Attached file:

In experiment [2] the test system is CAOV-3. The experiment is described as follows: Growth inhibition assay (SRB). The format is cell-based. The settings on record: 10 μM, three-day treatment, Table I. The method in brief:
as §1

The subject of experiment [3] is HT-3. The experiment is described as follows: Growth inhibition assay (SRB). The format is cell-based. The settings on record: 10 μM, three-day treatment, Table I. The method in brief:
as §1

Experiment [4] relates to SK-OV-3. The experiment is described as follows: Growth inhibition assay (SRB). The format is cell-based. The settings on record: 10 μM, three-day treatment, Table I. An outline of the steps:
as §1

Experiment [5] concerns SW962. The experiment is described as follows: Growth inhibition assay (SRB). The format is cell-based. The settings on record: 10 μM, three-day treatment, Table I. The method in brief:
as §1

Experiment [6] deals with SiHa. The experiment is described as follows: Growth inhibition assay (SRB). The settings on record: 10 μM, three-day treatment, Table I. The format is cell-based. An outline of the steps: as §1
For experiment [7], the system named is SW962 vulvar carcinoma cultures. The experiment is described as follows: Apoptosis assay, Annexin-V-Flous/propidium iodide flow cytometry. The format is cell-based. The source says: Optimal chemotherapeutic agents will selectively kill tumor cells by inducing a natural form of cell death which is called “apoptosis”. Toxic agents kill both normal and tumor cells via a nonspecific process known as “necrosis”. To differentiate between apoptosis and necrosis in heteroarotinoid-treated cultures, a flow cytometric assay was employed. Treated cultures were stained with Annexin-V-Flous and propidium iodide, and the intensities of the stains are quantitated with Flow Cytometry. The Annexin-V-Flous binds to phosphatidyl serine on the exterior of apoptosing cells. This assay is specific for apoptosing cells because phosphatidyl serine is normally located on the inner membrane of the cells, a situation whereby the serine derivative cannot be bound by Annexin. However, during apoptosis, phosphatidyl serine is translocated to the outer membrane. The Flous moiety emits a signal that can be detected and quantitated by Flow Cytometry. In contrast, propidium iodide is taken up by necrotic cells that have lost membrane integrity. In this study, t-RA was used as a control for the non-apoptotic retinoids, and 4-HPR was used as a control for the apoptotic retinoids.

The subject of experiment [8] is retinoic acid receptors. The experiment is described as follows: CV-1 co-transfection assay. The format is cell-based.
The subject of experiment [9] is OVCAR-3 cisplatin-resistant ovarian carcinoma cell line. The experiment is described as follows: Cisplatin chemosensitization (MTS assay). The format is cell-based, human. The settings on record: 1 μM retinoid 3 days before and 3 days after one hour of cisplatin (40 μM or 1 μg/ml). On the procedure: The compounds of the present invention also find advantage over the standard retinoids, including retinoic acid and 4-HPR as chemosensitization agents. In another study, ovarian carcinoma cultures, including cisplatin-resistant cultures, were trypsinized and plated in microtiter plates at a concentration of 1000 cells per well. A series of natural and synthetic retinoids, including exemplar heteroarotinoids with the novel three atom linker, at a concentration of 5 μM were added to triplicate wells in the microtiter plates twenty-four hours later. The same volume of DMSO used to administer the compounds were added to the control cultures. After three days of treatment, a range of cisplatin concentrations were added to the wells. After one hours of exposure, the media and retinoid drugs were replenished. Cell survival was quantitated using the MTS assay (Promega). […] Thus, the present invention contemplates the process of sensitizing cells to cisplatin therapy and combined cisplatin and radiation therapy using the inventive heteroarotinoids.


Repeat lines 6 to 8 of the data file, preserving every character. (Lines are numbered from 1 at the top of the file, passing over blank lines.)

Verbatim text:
as §1

Experiment [5] concerns SW962. The experiment is described as follows: Growth inhibition assay (SRB). The format is cell-based. The settings on record: 10 μM, three-day treatment, Table I. The method in brief:
as §1